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Tuesday, May 19, 2015

"Welcome!", or, "On Die Wolke's decidedly confusing, quasi-unruly intentions"

This is our new blog, part of the makeover that Die Wolke Art Group got this spring. This will be the place where we'll be posting our thoughts and ideas, as well as share several of the things we learn by implementing them.
So, expect everything from short theses and commentaries to tutorials and demonstrations, based on our works, the concepts behind them, the technology that makes them possible, as well as anything we may come up with doing all that, that we'd like to share. We're still planning all that, so bear with us. 
Some of the things we intend to explore include art/technology integration and man/machine interfacing, using tools such as Max/MSP/Jitter and Supercollider, Arduinos, and a variety of sensors; hardware hacking/abusing, like Kinects and game controllers; computer control of lighting and sync methodologies; set and costume design; digital video. On the theoretical side, we look forward to exploring the semiotic aspects of performance art, as well as engage in practical considerations related to perception theory and phenomenology. All in due time though, as we don't want to distract ourselves too much from new productions.
If this sounds a touch on the convoluted side of things, it's because it's meant to be. Our new headquarters, called Vitruvian Thing, is intended to be the "home of the fuzzy mind and the experimentally inclined psyche". Quite simply, we're a diverse group of individuals, techies, theoreticians, artists, musicians, performers, and a growing one at that. We don't have members per se: we have friends and collaborators, many of which we shall invite to share their opinions in this very blog. This all-round, anti-methodological approach is our natural (almost Newtonian) reaction to contemporary urbanism.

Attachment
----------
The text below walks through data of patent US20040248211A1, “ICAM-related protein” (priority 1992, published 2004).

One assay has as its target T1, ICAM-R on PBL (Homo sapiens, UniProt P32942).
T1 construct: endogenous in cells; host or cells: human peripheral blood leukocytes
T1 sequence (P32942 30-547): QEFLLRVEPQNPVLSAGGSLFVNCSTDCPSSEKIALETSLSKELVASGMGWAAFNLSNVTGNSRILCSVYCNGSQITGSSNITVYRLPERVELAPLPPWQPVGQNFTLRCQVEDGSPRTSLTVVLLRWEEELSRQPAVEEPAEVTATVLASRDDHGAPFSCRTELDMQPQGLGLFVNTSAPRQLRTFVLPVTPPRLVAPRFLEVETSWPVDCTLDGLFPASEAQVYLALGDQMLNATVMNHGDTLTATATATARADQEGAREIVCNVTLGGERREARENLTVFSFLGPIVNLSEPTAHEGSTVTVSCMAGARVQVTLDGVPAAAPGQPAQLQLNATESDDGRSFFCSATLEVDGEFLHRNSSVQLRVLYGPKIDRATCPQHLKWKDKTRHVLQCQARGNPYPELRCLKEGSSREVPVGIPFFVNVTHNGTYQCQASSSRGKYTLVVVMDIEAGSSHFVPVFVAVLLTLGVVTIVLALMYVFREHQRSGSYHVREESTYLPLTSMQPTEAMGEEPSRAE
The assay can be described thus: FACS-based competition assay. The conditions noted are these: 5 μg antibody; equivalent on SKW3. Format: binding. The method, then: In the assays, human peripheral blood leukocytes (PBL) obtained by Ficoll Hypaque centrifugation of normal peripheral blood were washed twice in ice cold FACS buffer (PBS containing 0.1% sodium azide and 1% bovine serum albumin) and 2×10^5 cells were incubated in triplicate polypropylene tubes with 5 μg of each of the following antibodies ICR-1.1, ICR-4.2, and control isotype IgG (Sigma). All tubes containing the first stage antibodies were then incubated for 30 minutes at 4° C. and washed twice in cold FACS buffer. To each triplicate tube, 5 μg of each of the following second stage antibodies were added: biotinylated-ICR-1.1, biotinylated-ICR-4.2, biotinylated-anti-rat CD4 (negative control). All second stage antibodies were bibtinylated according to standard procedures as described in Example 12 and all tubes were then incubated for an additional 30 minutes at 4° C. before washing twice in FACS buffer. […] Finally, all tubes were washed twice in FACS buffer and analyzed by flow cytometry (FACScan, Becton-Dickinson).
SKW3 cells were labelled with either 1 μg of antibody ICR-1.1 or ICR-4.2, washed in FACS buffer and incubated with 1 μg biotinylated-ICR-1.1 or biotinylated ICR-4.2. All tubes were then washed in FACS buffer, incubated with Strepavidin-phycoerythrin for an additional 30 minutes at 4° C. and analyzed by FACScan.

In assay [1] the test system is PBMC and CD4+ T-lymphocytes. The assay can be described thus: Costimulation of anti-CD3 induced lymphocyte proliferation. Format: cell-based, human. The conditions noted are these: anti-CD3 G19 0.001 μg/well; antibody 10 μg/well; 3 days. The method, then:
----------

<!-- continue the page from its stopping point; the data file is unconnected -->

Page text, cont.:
In a sense, we seek to reinvent ourselves as creative individuals, while at the same time to escape the apparent constraints of genre, audience expectations, and general normality. We do not merely wish to create interdisciplinary art: we want what we do to be about persons and personalities; we want the techie to work with the poet, the gearhead with the philosopher, the minimalist with the cyberpunk. And we want to bring these people together.
We look forward to sharing this redefinition of our group with you. In all of its absurdity, audacity, and ambition, it is but a dream.

If we shadows have offended, 
Think but this, and all is mended— 
That you have but slumbered here
While these visions did appear.
And this weak and idle theme,
No more yielding but a dream,
Gentles, do not reprehend.
If you pardon, we will mend.